However, the question remains, is the new calendar in itself a heresy, a deviation laying aside all the secret or manifest motives its proponents may have, whether these motives be good or bad ? The answer is no. It would be crass heresy for us to say that this calendar is Orthodox and that one is heretical. Even the anathemas which Jeremias II had against the new calendar were aimed at stemming the tide of Uniatism which was seeping the Orthodox communities in Italy and Austria. What is important is liturgical unity, and this is what the Fathers struggled for in centuries past (In his time, St. John Chrysostom was a new calendarist and the Irish were old calendarists.)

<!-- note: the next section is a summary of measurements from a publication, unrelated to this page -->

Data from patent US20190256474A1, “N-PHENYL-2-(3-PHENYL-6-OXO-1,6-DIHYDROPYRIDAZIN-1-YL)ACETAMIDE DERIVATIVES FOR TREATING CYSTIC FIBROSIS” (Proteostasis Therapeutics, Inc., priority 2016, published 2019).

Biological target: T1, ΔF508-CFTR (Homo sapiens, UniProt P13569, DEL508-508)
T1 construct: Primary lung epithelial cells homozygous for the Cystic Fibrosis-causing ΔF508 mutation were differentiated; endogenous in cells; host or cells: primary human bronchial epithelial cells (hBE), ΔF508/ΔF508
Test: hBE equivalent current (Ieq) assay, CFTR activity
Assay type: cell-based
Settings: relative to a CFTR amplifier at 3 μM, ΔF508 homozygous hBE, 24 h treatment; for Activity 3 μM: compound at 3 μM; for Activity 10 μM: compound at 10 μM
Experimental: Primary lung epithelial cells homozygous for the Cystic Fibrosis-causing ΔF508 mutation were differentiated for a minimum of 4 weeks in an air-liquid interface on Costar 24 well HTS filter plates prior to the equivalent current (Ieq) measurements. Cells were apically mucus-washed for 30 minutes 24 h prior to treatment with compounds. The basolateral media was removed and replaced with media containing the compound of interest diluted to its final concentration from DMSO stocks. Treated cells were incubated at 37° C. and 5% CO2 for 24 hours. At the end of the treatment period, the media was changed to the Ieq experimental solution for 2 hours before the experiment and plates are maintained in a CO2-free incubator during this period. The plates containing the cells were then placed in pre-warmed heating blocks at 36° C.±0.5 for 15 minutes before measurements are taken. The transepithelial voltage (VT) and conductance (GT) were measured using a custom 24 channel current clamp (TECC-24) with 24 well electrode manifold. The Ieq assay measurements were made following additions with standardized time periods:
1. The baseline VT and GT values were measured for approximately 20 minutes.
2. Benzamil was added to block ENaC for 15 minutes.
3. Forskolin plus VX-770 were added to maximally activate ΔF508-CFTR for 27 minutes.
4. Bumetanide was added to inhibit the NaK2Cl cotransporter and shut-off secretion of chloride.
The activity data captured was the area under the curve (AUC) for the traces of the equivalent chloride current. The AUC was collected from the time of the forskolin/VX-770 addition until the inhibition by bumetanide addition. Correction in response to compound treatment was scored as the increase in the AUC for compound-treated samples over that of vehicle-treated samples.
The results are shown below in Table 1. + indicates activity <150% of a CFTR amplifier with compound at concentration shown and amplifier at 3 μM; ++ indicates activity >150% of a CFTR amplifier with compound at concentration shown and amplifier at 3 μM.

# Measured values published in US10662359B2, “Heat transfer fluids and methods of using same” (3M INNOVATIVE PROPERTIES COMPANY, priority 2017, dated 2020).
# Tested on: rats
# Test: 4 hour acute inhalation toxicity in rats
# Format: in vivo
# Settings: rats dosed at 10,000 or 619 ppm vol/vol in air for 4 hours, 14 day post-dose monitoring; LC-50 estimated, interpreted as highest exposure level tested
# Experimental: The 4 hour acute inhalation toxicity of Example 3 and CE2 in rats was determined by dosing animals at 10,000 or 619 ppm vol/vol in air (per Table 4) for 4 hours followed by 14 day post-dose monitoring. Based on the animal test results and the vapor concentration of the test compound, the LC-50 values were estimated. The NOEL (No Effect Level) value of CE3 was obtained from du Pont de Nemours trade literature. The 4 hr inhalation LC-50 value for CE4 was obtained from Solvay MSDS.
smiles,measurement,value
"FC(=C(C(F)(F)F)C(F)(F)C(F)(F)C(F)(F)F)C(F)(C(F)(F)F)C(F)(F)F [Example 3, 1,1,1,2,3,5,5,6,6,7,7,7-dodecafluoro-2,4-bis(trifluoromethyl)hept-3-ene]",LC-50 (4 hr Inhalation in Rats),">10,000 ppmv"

Yet, even liturgical disunity is not a heresy (but then neither is murder, slander or fornication—yet the Church does not simply brush these off as matters not worthy of consideration), but it still is a very great evil that has crept into the liturgical life of the Church. On February 4, the Church celebrates the memory of the New Martyr, St. Joseph of Aleppo, who was martyred by the Moslems in the year 1686. When the cadi (the Moslem judge) told the martyr: "Come now, man, and become a Moslem, so that you may depart from the false faith and come to the true one, so that I may have you by my side, and so that you may become a great ruler," the martyr Joseph replied as follows: "O what a faith you have, so that you try to incite others also to believe in it! Thrice-wretched and ill-fortuned ones that you are! And where did you find this faith which you try now to call true? You wretched ones don’t even know when your ramazan (month of fast) is, nor when your bayram (religious feast) is. You only sit about, waiting to see the moon, so that you can begin your ramazan. . .and then again you keep watch to see the moon so that you can have your bayram. And if it should chance to be cloudy, some of you have it before and others of you after, and all the nations have you as a joke and they laugh at you," O hapless Orthodox, because you can't even agree amongst yourselves when to fast and when to feast.